By Dr. Ed Mapes, Stonebridge Animal Hospital
I had just finished putting the final sutures into Luke – the last of many that he needed that morning. The patient was now in the recovery cage, waking up from what turned out to be a long procedure. Luke, the rambunctious three-year old Boxer that always reminded me of Luke Skywalker, had gotten out of his yard by leaping over a fence three days previously, and there’d been no progress in the hunt for him since.
The Bennett family had called our hospital, asking if anyone had contacted us about their beloved dog. They had contacted the police department, Humane Society, and several area dog pounds with no word about Luke. There were posters attached to most structures in our town that stood upright, including the bulletin board and reception desk at our hospital.
Very early that day, Luke had returned home and pawed at the door like always when he wanted in. Alice Bennet ran to the door when she heard the familiar sound – it had to be Luke! What met her eyes when the door swung open though, was terrifying. Luke stood upon a gathering pool of blood on the porch with gaping wounds on his face, head, front legs, chest, and the right knee. Alice piled him into the Ford Bronco and sped to the hospital, and arrived just as the receptionist – Gayle – opened the front door that morning. Mrs. Bennett, now splotched with blood herself, brought Luke in as Gayle held the door open and called, “Dr. Mapes!!!”
Luke seemed happy enough, but was clearly weakened by his adventures and the blood loss. We took him straight to the treatment room, drew some blood for testing, placed a catheter and began IV fluids, gave medication for shock and infection, and got ready for immediate surgery. In the OR, I clamped bleeding vessels on his forehead and chest right away, and then began the task of piecing together twelve separate gashes. Aside from one close call – his left eye that narrowly escaped being sliced – there were no life-threatening wounds. The lacerations seemed to have been inflicted by a very sharp object that cut cleanly without jagged edges, leaving no traces of dirt or debris. We considered who or what could have caused this much carnage with an object – like a surgical scalpel – that produced such precise cuts. Though he’d have a lot of healing to do and some wicked scars to show off to his buddies, Luke was going to be okay.
I was on the phone minutes after surgery describing Luke’s post-op care with a nervous Mr. Bennett – who was in Seattle on business at the time – when one of the other phone lines rang. Moments later Gayle informed me over the intercom that another emergency was on the way in. Mrs. Pomeroy had called, advising that she was bringing her Yellow Lab Abbey right in. A scant few minutes later, Abbey strutted up the walk followed by her clearly-agitated owner, who burst into the hospital and announced, “MY ABBEY’S BEEN RAPED”!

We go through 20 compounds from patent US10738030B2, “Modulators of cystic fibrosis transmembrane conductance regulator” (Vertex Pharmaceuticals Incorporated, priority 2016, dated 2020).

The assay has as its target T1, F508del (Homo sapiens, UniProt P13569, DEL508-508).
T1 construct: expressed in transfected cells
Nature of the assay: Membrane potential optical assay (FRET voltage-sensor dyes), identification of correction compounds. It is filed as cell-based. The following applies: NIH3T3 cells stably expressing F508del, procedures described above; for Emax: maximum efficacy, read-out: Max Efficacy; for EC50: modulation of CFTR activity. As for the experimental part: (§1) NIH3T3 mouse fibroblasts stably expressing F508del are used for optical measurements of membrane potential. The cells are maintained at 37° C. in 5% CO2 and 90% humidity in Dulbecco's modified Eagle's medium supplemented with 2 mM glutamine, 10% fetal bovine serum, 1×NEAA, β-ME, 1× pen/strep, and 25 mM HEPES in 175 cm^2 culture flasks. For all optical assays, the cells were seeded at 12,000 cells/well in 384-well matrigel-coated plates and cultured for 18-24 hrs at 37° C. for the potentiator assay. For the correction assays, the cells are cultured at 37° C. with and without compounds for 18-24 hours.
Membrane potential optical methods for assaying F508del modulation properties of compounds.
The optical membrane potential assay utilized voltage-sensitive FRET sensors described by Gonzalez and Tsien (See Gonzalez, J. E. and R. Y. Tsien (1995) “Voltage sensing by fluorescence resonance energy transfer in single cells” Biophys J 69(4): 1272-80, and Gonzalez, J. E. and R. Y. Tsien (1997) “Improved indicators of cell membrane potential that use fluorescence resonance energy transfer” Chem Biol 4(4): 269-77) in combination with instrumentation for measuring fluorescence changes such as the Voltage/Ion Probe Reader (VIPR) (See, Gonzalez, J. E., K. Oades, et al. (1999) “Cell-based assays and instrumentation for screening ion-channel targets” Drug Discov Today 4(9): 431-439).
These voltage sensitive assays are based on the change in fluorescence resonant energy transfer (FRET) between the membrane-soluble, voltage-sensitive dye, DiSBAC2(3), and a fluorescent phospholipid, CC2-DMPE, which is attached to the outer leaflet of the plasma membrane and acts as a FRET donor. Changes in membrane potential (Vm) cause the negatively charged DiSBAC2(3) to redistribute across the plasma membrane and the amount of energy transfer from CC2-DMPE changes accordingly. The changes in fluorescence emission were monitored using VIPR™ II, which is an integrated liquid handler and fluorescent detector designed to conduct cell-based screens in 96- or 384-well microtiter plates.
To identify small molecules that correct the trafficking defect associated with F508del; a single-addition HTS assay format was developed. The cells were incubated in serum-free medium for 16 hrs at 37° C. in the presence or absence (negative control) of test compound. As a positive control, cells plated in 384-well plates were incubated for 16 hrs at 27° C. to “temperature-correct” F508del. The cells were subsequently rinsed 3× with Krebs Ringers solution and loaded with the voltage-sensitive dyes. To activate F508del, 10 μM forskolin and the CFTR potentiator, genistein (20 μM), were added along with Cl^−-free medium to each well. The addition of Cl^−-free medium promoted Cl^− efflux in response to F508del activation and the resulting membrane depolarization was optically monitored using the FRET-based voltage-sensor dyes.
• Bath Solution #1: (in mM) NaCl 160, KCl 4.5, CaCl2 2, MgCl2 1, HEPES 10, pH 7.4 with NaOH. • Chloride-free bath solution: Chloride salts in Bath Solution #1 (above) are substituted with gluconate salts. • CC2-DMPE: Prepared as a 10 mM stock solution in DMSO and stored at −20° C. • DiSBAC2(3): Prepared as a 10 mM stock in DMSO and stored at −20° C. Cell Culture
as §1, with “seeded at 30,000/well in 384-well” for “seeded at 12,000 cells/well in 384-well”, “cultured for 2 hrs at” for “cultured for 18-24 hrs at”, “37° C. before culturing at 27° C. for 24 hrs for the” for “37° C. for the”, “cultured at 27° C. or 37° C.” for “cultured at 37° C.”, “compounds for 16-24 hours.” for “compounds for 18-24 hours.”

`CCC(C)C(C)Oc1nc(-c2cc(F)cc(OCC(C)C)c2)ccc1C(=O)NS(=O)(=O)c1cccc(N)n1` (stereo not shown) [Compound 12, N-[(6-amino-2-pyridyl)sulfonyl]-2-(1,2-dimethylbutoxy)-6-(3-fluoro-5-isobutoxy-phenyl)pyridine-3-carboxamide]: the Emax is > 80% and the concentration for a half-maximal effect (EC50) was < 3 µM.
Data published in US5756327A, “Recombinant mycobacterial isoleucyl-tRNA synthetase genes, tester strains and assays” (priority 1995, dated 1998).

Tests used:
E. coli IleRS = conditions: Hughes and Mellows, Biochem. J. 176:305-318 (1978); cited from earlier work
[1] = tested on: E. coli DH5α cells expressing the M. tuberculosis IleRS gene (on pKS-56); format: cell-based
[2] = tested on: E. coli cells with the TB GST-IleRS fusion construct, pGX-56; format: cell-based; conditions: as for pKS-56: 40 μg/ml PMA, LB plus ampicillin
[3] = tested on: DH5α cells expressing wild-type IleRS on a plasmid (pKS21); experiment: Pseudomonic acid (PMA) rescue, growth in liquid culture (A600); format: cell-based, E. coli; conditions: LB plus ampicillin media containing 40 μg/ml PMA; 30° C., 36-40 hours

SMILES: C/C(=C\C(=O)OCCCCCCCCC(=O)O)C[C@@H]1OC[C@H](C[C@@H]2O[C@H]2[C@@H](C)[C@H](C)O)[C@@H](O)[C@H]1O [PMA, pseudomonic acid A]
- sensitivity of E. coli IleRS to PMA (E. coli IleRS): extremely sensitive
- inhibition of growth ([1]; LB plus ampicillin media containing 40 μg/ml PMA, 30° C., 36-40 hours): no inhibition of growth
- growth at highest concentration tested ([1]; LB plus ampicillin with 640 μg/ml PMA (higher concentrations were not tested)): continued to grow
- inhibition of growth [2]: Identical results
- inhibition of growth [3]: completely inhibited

Agnes Pomeroy was normally the most genteel of ladies – always composed, impeccably coifed, speaking with perfect diction. Her hair was usually in a tight bun, and her clothing prim and perfectly arranged. One could see her as the matron at a young lady’s finishing school. On this occasion though, she spit words out like a sailor on shore leave. “Some brown son-of-a- _ _ _ _ _ just broke through my screen door. He my home and forced himself on Abbey, right there in the living room”! “I finally broke them up with a broom to his _ _ _. But oh, he wasn’t done with us yet. That ruffian ran across the room and made his escape by jumping right through our picture glass window! I know he received lacerations though because there’s blood all over my porch. I hope he cut his balls right off!”
I watched the outburst in disbelief; not only for the situation we’d been placed in but more for witnessing this well-hidden side of Mrs. Agnes Pomeroy. I found myself wondering if that was the first time this demure woman had ever used the word “balls”. Abby seemed, on the other hand, none the worse for wear. She was always a happy dog – bright eyes eager for attention and tail that wagged when anyone approached – but today there was a certain “glow” about her.
Little did Mrs. Pomeroy know: the felon that broke into her home, raped her dearest Abbey and then shattered her expensive picture glass window, and then had the audacity to bleed all over her porch – the dastardly villain himself – was at that moment recovering contentedly in a room very near by. To this very day I swear that Luke had the silliest grin on his face when he woke up from that anesthesia…
Aiming to open our doors in June, Stonebridge Animal Hospital is being created to provide pets with the best in medicine, surgery, and pain therapy with a special emphasis on client service. Visit my TSB Profile Page for more information on Stonebridge Animal Hospital!